This blog entry is another plea for less focus on building wealth for shareholders. Importantly, it is a plea from within a capitalist framework: it isn’t a criticism of capitalism itself, but a plea for a new approach hoping to make capitalism work better. >>>
LINK: ORIGINAL HEADLINE (by Will Hutton in The Guardian)
…Free-market apologists insist that the more cash is handed back to shareholders, then the more they have to invest in innovation. The stock market is doing its job: promoting efficiency. The trouble is that everyone can see it’s 100% wrong. The market is hopelessly inefficient, greedy and myopic. When Larry Page and Sergey Brin floated Google, they took care to insulate the company from “quarterly capitalism”: they accorded their shares as Google’s founders 10 times the voting rights in order to protect their capacity to innovate from the stock market – what they considered Google’s real business purpose…..
What do you think?
Note: Hutton makes use of the term “stakeholder capitalism,” a term popularized by business ethics professor Ed Freeman. For a review of the book Freeman co-wrote on that topic, Managing for Stakeholders, see here: Managing for Stakeholders (Book Review)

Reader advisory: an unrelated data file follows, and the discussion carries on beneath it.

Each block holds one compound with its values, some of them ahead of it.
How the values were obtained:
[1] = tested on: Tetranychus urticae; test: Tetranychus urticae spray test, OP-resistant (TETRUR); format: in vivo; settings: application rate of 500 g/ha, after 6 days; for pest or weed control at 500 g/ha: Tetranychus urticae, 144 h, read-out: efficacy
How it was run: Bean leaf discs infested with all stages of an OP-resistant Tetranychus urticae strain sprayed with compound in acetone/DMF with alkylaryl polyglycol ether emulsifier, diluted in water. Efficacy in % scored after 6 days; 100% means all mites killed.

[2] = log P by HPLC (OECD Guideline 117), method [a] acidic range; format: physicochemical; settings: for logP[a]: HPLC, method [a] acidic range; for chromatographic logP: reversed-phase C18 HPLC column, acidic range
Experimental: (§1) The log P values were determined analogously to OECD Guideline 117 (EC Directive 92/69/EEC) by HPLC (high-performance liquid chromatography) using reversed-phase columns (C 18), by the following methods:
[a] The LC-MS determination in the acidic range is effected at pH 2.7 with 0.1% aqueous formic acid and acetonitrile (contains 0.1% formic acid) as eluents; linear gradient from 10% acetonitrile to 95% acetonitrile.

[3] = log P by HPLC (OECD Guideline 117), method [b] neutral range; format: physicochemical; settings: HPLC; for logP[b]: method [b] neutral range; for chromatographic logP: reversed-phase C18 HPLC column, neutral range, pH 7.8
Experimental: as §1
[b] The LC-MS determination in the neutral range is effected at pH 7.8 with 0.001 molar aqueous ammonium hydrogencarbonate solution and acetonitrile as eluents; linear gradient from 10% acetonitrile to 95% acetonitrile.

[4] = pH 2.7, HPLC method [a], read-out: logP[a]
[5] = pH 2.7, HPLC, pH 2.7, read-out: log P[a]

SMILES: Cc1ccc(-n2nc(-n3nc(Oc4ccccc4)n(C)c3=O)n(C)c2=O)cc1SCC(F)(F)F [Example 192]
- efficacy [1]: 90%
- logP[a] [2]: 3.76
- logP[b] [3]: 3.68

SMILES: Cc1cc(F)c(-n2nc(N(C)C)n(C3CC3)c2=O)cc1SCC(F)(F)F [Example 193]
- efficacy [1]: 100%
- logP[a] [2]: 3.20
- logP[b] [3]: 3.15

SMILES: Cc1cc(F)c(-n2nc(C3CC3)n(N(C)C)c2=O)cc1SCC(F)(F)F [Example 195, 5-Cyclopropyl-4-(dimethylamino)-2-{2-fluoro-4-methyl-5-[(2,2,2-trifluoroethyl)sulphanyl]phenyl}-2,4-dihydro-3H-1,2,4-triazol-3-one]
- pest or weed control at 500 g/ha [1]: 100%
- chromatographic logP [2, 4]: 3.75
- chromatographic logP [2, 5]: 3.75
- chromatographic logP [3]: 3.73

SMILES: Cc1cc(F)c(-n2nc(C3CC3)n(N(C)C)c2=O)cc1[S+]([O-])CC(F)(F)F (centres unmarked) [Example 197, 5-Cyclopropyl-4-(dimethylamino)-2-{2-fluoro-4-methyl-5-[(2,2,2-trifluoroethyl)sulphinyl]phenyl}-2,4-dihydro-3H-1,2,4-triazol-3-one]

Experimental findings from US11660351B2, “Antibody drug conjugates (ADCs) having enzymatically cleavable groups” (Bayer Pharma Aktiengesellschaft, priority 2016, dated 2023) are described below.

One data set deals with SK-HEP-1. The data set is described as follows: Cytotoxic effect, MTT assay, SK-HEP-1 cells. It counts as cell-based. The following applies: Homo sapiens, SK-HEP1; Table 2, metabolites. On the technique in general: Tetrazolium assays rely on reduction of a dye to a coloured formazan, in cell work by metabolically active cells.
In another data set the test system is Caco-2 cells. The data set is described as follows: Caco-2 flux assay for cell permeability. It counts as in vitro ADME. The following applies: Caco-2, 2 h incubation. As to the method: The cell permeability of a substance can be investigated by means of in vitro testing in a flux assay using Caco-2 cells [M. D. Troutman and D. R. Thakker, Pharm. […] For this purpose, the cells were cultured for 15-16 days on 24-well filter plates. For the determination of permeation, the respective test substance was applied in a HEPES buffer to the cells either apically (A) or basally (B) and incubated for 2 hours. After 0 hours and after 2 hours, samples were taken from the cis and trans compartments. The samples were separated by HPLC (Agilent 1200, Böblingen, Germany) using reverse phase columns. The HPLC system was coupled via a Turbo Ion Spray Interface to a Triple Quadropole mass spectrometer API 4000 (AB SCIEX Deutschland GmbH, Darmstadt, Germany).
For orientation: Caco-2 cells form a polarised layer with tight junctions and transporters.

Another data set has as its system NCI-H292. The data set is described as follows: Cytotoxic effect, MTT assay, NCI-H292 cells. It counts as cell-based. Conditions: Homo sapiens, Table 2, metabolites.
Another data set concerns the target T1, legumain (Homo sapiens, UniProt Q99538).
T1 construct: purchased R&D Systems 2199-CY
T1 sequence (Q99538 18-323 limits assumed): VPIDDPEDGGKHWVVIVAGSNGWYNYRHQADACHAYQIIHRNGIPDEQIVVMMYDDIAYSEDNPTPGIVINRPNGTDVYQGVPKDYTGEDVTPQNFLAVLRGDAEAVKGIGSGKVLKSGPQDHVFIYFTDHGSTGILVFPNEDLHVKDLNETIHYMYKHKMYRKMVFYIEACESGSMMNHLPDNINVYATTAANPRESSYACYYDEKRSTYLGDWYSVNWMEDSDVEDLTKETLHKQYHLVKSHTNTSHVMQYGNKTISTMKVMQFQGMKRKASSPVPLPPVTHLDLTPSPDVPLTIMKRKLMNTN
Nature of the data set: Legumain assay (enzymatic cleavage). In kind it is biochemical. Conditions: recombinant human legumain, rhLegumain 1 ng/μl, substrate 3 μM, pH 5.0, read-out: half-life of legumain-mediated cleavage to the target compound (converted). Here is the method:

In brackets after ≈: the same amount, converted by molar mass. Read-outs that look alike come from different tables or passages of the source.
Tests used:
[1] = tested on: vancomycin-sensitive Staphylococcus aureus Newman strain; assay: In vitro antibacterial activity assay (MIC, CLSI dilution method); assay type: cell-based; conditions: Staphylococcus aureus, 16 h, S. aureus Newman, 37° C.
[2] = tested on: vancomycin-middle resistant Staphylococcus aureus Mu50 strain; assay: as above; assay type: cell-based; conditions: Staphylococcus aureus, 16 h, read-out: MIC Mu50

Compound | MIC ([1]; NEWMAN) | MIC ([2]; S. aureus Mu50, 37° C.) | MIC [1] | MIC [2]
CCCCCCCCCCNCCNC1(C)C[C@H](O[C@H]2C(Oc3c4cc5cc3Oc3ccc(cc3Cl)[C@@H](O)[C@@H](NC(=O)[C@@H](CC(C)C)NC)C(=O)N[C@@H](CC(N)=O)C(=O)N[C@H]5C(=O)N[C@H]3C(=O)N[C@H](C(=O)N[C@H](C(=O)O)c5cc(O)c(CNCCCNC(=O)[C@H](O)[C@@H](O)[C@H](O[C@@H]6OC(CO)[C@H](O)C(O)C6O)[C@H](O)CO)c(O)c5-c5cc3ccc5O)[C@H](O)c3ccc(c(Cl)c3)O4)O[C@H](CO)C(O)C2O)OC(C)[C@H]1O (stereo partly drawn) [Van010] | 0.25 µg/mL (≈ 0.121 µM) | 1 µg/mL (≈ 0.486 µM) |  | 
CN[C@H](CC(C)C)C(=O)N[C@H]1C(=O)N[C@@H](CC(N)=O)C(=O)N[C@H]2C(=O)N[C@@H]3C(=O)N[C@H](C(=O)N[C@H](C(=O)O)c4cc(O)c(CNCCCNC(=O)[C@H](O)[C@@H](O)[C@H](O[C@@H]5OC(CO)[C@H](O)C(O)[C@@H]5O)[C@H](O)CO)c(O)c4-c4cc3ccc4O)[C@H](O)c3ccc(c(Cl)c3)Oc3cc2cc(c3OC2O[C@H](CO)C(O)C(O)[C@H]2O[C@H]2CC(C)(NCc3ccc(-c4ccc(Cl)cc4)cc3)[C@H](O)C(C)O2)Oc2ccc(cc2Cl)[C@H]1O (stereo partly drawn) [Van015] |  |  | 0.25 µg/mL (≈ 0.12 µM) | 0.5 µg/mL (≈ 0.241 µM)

Here’s another story, same theme: “Shareholder power ‘holding back economic growth'” http://www.bbc.com/news/business-33660426?
Of course, if shareholders really are holding back economic growth, one would expect to see OTHER kinds of companies — ones not dominated by greedy shareholders — zooming forward. Is this the case?
Actually, Will Hutton meant something very different from Freeman’s use of the term. The crucial difference is that Hutton stipulated legal mechanisms for employee and public voice. Have a good time in Vancouver, everyone.
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